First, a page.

Henry Livingston Jr.
Henry Livingston, Jr. (October 13, 1748 - February 29, 1828) has been proposed as being the uncredited author of the poem "A Visit from St. Nicholas", more popularly known (after its first line) as "The Night Before Christmas." The poem has always been attributed to Clement Clarke Moore, and the Livingston claim is hotly disputed.
He was born on October 13, 1748 in Poughkeepsie, New York, to Henry Livingston, Sr. and Susannah Conklin.
In 1774, Livingston married Sarah Welles, the daughter of Reverend Noah Welles, the minister of the Stamford, Connecticut Congregational Church. Their daughter Catherine was born shortly before Livingston joined the army on a... more »
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Henry Livingston Jr. Poems
Epithalamium: A Marriage Poem
'Twas summer, when softly the breezes were blowing, And Hudson majestic so sweetly was flowing, The groves rang with music & accents of pleasure And nature in rapture beat time to the measure,
Take the name of the swain, a forlorn witless elf Who was chang'd to a flow'r for admiring himself. A part deem'd essential in each lady's dress With what maidens cry when they wish to say yes.
To My Little Niece Anne Duyckinck
To his charming black-eyed niece Uncle Harry wishest peace! Wishes roses over strow'd O'er her sublunary road!
The legislators pass along A solemn, self-important throng! Just raised from the common mass, They feel themselves another class.
With the ladies' permission, most humbly I'd mention How much we're obliged by all their attention; We sink with the weight of the huge obligation Too long & too broad to admit compensation.
Hail sov'reign love that first began, The scheme to rescue fallen man; Hail matchless, free, eternal grace, That gave my soul a Hiding-Place.
The Crane & The Fox, a Fable
In long gone years a fox and crane Were bound in friendship's golden chain; Whene'er they met, the fox would bow And madame Crane would curtsie low-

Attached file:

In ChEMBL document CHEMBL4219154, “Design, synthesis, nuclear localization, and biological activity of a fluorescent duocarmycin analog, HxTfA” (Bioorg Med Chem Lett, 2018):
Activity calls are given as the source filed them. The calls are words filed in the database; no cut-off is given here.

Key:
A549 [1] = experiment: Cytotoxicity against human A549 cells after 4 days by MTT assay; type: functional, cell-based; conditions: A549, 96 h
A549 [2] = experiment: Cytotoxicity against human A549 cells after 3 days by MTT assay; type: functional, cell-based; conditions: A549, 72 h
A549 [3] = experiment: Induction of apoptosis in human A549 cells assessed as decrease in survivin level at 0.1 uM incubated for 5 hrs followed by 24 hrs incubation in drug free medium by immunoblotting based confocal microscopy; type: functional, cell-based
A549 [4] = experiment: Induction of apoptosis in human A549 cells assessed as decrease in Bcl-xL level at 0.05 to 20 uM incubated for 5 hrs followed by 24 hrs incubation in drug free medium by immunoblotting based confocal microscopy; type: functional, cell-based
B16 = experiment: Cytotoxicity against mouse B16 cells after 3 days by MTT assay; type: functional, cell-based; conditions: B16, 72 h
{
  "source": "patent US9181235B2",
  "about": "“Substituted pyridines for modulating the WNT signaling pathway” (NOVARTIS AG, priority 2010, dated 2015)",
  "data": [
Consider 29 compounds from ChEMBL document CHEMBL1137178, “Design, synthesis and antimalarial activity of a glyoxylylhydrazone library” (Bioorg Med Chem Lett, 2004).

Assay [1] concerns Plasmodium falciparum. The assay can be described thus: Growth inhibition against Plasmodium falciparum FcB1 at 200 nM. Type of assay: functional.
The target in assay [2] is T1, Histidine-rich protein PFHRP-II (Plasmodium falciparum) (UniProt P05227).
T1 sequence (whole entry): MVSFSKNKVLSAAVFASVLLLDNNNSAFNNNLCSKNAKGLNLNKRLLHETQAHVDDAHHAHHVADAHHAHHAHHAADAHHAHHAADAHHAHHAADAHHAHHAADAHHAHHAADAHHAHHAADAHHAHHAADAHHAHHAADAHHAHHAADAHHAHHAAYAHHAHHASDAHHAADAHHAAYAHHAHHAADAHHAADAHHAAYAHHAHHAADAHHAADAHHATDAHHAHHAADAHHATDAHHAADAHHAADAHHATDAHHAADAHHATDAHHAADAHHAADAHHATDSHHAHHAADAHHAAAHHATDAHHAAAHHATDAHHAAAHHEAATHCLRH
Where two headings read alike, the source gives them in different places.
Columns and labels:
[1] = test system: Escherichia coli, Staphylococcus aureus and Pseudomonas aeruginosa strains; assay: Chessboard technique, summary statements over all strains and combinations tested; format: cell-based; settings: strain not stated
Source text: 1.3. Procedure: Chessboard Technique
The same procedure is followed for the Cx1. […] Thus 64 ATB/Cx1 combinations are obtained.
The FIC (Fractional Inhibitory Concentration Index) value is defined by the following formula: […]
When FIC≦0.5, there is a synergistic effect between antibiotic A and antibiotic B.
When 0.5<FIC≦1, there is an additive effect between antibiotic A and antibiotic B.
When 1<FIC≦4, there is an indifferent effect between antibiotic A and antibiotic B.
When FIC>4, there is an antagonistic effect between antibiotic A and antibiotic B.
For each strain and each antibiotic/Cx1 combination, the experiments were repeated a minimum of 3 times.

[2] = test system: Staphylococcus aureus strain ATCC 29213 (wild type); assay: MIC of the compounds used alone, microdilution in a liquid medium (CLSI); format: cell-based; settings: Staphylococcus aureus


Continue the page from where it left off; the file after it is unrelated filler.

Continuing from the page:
On my Sister Joanna's Entrance into Her ...
On this thy natal day permit a friend - A brother - with thy joys his own to blend: In all gladness he would wish to share As willing in thy griefs a part to bear.
Of RISPAH. (who had been the concubine of King SAUL) when DAVID hanged her children, because their father had done amiss. From morn to eve from eve to rosy morn,
Acrostic -- Eliza Hughes
E v'ry grace in her combine, L ove and truth and friendship join, I n one source without reserve, Z ealous all her friends to serve,
To My Little Niece Sally Livingston
To my little niece Sally Livingston, on the death of a little serenading wren she admired. Hasty pilgrim stop thy pace
Account of a Visit From ST. Nicholas
'Twas the night before Christmas, when all thro' the house, Not a creature was stirring, not even a mouse; The stockings were hung by the chimney with care, In hopes that St. Nicholas soon would be there;
The Vine & Oak, A Fable
A vine from noblest lineage sprung And with the choicest clusters hung, In purple rob'd, reclining lay, And catch'd the noontide's fervid ray;
Her little bark on Life's wide Ocean tossed, In the unequal struggle soon was lost, Severe its conflict! Much alas it bore, Then sunk beneath the storm and rose no more.
Comments about Henry Livingston Jr.
(4 April 1928 - 28 May 2014)
(March 26, 1874 – January 29, 1963)
(10 December 1830 – 15 May 1886)
(26 April 1564 - 23 April 1616)
(12 July 1904 – 23 September 1973)
Edgar Allan Poe
(19 January 1809 - 7 October 1849)
(1 February 1902 – 22 May 1967)
(31 May 1819 - 26 March 1892)
(31 October 1795 – 23 February 1821)
Epithalamium: A Marriage Poem
'Twas summer, when softly the breezes were blowing,
And Hudson majestic so sweetly was flowing,
The groves rang with music & accents of pleasure
And nature in rapture beat time to the measure,
When Helen and Jonas, so true and so loving,
Along the green lawn were seen arm in arm moving,
Sweet daffodils, violets and roses spontaneous
Wherever they wandered sprang up instantaneous.
The ascent the lovers at length were seen climbing
Whose summit is grac'd by the temple of Hymen:
The genius presiding no sooner perceived them
But, spreading his pinions, he flew to...